Review guidelines

This section provides guidelines to improve the quality and speed of the documentation review process.

Critique categories

Below is a list of the categories you will critique as the reviewer.



  • Commit message

    • Grammar

    • Spelling

    • Style, phrasing, and wording

  • Patch

    • Grammar

    • Style, phrasing, and wording

    • Technical accuracy

    • Other suggestions


Try to keep reviews limited to the contents of the bug, contents of the commit message, and changes made by the patch. In other words, if the patch solves the stated problem, but there are other improvements that could result from the patch, approve the patch and file a subsequent bug, rather than -1’ing the patch with a comment about improvements. This is why it is a good idea to write commit messages that clearly define the scope of the patch.

Additional comments within the objective and subjective aims of a patch, that would result in a -1, are appropriate. Remember to consider if the change is related to the scope.


  • Mark all instances of an issue if one appears in a patch.

    • If the author uploads a patch correcting your objective issue and you find another instance that you didn’t mark, comment on it and score with a -1. Preferably, upload a patch to fix it.

    • If the author uploads a patch correcting your subjective issue and you find another instance that you didn’t mark, comment on it and score with a 0.

    • If the author uploads a patch correcting your objective and/or subjective issue and you find another objective issue, comment on it and score with a -1. Preferably, upload a patch to fix it.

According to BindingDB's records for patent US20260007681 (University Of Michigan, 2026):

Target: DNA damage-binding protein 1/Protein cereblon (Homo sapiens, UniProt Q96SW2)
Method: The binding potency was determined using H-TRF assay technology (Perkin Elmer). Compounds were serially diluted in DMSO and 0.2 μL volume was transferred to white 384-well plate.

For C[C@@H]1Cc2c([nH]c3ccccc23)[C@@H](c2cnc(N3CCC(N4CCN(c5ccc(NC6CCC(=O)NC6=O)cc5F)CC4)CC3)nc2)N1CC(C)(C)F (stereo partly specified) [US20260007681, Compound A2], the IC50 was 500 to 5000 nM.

• If the author uploads a patch correcting your objective and/or subjective issue and you find another subjective issue, comment on it and score with a 0.

  • If an issue appears that could affect other portions of a book, provide appropriate comments, score the patch with a -1, and consider mentioning your issue on the mailing list or in a meeting.

    Example: A new service uses “key = value” in the configuration file and all other services use “key=value” in their configuration files. Both methods work, but the book should maintain consistency.

  • If a patch has already received a -1, do not be discouraged from checking on it, and add additional comments. This way, there will be fewer patch sets and comments building up under one review.

Tagging additional reviewers

In some cases, you should tag one or more people with interest in or experience with the content of your patch to review it.

Q: How long should an author wait for reviews by these people?

A: For extremely busy projects with backlogs of over 400 patches, wait two weeks at least. If you have difficulty getting a reviewer for a particular project, use the Cross Project Documentation Liaisons page to contact the documentation liaison for the project to get a reviewer. The Documentation PTL can also assist in getting reviewers attention.

The waiting game

After the first review with a -1 or 0 score, the author should update the patch. Authors do not need to wait for a lengthy period of time. Expect to leave some time for reviewers to check on a patch, however. Consider that some reviewers are located in different timezones.